Detractors: 2nd Snider target runs cult retreat

The Daily Item, Pennsylvania/July 18, 2010

Lewisburg - As police await the extradition of the man they accuse of murdering yoga master Sudharman, text has surfaced describing the suspect's experiences with his would-be second victim - "enlightenment" guru Andrew Cohen.

It's a tale of domination and intimidation.

Lewisburg psychologist Dominic Herbst looked at the situation Friday and said:

"When a yoga master becomes bigger than life, we are at risk."

In a 2003 posting to the anti-cult website, the accused, Joel R. Snider, detailed his perception of insults, humiliation and cult-like manipulation from Cohen and his followers at the 1,300-acre EnlightenNext retreat in Lenox, Mass.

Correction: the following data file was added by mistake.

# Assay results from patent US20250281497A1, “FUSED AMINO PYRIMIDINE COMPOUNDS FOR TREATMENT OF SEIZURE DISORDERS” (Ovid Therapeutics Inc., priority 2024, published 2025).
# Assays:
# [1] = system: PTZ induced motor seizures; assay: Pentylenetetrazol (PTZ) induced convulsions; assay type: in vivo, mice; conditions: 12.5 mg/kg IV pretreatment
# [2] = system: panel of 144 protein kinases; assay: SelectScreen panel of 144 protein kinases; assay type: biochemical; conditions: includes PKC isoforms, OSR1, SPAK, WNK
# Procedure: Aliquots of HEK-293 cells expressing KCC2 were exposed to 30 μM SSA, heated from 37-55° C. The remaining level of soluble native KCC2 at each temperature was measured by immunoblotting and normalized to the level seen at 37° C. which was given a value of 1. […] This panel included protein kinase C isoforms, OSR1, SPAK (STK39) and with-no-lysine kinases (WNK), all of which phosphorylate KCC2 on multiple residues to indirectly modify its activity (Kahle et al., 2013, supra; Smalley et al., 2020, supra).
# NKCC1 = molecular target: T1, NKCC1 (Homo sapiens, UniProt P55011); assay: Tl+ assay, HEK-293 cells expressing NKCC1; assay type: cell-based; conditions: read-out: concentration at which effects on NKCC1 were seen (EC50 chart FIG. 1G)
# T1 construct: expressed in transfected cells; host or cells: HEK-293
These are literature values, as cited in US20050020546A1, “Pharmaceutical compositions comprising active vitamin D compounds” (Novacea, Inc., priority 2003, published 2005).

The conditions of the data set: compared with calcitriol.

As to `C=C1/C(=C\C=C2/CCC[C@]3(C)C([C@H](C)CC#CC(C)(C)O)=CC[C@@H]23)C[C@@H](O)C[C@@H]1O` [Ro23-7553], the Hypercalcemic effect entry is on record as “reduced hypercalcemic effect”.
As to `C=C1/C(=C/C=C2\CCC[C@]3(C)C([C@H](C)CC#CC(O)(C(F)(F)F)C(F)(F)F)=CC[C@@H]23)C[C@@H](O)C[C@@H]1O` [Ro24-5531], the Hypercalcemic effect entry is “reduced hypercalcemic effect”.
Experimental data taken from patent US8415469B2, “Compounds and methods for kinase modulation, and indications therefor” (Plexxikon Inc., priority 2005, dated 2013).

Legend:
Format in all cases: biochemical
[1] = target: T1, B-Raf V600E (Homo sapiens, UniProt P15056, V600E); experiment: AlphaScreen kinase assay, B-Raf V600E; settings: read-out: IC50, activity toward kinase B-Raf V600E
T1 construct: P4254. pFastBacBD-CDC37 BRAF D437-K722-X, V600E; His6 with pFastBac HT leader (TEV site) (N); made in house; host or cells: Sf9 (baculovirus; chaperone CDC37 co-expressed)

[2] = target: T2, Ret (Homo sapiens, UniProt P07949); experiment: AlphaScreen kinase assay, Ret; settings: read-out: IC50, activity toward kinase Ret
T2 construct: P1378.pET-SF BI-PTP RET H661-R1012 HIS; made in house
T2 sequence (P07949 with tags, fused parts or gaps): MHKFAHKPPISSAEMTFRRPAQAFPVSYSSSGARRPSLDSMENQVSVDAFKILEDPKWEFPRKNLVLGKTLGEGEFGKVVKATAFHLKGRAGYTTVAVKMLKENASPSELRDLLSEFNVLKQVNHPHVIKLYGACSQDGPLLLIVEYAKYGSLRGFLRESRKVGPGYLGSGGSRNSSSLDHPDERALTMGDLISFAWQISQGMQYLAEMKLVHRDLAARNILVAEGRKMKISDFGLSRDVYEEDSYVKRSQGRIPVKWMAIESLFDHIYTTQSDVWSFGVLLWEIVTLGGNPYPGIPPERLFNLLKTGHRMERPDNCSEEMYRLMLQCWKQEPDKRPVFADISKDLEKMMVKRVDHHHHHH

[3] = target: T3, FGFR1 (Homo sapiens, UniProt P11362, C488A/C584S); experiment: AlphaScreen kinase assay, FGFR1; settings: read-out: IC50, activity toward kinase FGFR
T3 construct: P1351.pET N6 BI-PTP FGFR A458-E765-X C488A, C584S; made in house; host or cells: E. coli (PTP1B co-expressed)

Sudharman, also known as Joe Fenton, was shot to death July 5 at his Integral Yoga Center in New Berlin. To all who attended his memorial service July 10, Sudharman was exclusively a practitioner of peace and love and healing.

Explicit e-mails

But when Snider wrote of his intention to kill Sudharman and Cohen, he said it was to set all free from "the clutches of evil."

Police say Snider had revealed his explicit plans in e-mails to yoga teacher Swami Karunananda at Yogaville in Buckingham, Va. beginning in May. She did not report the e-mails to authorities. Only after Sudharman's bullet-riddled body was found and she heard of the incident did she contact police.

Snider was captured in Maryland before he could further act on his plan.